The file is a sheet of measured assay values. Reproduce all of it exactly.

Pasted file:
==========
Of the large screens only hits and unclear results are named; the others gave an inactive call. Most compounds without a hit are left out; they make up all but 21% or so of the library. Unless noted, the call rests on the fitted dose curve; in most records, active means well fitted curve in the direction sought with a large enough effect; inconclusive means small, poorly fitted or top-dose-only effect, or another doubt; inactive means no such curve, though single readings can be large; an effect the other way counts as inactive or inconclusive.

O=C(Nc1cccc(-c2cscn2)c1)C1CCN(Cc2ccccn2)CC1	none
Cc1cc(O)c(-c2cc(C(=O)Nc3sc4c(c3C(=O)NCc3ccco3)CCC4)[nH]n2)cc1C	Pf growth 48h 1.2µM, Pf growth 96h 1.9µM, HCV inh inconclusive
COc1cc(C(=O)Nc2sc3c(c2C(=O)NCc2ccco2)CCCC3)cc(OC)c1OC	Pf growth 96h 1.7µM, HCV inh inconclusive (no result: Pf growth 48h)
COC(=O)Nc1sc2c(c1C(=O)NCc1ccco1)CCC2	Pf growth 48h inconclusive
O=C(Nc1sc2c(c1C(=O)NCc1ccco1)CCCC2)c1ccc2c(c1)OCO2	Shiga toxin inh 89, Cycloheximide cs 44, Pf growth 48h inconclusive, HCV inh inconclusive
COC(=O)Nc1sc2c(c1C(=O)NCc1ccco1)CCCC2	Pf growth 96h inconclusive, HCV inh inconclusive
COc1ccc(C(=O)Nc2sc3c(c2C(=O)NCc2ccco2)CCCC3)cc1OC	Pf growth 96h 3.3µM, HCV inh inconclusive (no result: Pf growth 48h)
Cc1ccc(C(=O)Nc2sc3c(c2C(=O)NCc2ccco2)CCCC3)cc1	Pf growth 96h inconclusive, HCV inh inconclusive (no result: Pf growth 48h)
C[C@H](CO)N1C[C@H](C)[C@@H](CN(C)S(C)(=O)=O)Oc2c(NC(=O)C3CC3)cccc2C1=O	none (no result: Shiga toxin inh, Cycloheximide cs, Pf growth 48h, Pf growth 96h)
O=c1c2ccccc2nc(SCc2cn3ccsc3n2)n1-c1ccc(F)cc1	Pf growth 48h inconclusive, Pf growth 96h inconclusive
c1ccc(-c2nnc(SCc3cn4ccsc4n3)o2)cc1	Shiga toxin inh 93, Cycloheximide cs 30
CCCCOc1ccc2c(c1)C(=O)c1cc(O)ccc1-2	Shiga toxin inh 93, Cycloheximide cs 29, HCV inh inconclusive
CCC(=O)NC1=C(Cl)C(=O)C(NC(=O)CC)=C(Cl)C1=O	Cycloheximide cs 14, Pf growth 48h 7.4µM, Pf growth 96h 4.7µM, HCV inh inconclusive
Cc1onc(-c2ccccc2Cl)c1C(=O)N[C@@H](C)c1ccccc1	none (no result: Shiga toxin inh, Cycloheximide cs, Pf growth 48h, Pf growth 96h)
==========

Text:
Of the large screens only hits and unclear results are named; the others gave an inactive call. Most compounds without a hit are left out; they make up all but 21% or so of the library. Unless noted, the call rests on the fitted dose curve; in most records, active means well fitted curve in the direction sought with a large enough effect; inconclusive means small, poorly fitted or top-dose-only effect, or another doubt; inactive means no such curve, though single readings can be large; an effect the other way counts as inactive or inconclusive.

O=C(Nc1cccc(-c2cscn2)c1)C1CCN(Cc2ccccn2)CC1	none
Cc1cc(O)c(-c2cc(C(=O)Nc3sc4c(c3C(=O)NCc3ccco3)CCC4)[nH]n2)cc1C	Pf growth 48h 1.2µM, Pf growth 96h 1.9µM, HCV inh inconclusive
COc1cc(C(=O)Nc2sc3c(c2C(=O)NCc2ccco2)CCCC3)cc(OC)c1OC	Pf growth 96h 1.7µM, HCV inh inconclusive (no result: Pf growth 48h)
COC(=O)Nc1sc2c(c1C(=O)NCc1ccco1)CCC2	Pf growth 48h inconclusive
O=C(Nc1sc2c(c1C(=O)NCc1ccco1)CCCC2)c1ccc2c(c1)OCO2	Shiga toxin inh 89, Cycloheximide cs 44, Pf growth 48h inconclusive, HCV inh inconclusive
COC(=O)Nc1sc2c(c1C(=O)NCc1ccco1)CCCC2	Pf growth 96h inconclusive, HCV inh inconclusive
COc1ccc(C(=O)Nc2sc3c(c2C(=O)NCc2ccco2)CCCC3)cc1OC	Pf growth 96h 3.3µM, HCV inh inconclusive (no result: Pf growth 48h)
Cc1ccc(C(=O)Nc2sc3c(c2C(=O)NCc2ccco2)CCCC3)cc1	Pf growth 96h inconclusive, HCV inh inconclusive (no result: Pf growth 48h)
C[C@H](CO)N1C[C@H](C)[C@@H](CN(C)S(C)(=O)=O)Oc2c(NC(=O)C3CC3)cccc2C1=O	none (no result: Shiga toxin inh, Cycloheximide cs, Pf growth 48h, Pf growth 96h)
O=c1c2ccccc2nc(SCc2cn3ccsc3n2)n1-c1ccc(F)cc1	Pf growth 48h inconclusive, Pf growth 96h inconclusive
c1ccc(-c2nnc(SCc3cn4ccsc4n3)o2)cc1	Shiga toxin inh 93, Cycloheximide cs 30
CCCCOc1ccc2c(c1)C(=O)c1cc(O)ccc1-2	Shiga toxin inh 93, Cycloheximide cs 29, HCV inh inconclusive
CCC(=O)NC1=C(Cl)C(=O)C(NC(=O)CC)=C(Cl)C1=O	Cycloheximide cs 14, Pf growth 48h 7.4µM, Pf growth 96h 4.7µM, HCV inh inconclusive
Cc1onc(-c2ccccc2Cl)c1C(=O)N[C@@H](C)c1ccccc1	none (no result: Shiga toxin inh, Cycloheximide cs, Pf growth 48h, Pf growth 96h)